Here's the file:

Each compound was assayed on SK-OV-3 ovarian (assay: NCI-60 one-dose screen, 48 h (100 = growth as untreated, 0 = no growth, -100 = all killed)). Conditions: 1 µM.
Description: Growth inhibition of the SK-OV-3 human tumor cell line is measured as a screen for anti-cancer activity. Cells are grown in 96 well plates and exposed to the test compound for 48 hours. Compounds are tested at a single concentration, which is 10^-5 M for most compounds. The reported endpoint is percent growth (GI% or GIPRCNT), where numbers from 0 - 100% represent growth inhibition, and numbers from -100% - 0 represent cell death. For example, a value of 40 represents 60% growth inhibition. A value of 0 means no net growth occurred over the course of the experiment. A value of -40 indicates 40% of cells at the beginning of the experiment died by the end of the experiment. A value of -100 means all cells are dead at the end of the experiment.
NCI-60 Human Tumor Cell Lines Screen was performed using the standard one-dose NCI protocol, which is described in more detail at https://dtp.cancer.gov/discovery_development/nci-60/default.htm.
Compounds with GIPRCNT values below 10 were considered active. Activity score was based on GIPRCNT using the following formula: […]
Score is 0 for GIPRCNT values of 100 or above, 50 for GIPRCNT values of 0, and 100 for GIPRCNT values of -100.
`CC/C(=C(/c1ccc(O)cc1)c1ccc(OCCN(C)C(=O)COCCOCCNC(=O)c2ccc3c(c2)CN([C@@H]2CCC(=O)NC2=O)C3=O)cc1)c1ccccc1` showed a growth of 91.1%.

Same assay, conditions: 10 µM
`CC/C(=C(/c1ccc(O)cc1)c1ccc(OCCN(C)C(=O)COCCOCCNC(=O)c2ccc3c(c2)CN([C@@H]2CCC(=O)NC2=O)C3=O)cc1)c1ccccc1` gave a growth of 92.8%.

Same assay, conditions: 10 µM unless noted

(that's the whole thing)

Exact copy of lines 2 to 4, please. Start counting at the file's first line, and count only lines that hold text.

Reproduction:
Description: Growth inhibition of the SK-OV-3 human tumor cell line is measured as a screen for anti-cancer activity. Cells are grown in 96 well plates and exposed to the test compound for 48 hours. Compounds are tested at a single concentration, which is 10^-5 M for most compounds. The reported endpoint is percent growth (GI% or GIPRCNT), where numbers from 0 - 100% represent growth inhibition, and numbers from -100% - 0 represent cell death. For example, a value of 40 represents 60% growth inhibition. A value of 0 means no net growth occurred over the course of the experiment. A value of -40 indicates 40% of cells at the beginning of the experiment died by the end of the experiment. A value of -100 means all cells are dead at the end of the experiment.
NCI-60 Human Tumor Cell Lines Screen was performed using the standard one-dose NCI protocol, which is described in more detail at https://dtp.cancer.gov/discovery_development/nci-60/default.htm.
Compounds with GIPRCNT values below 10 were considered active. Activity score was based on GIPRCNT using the following formula: […]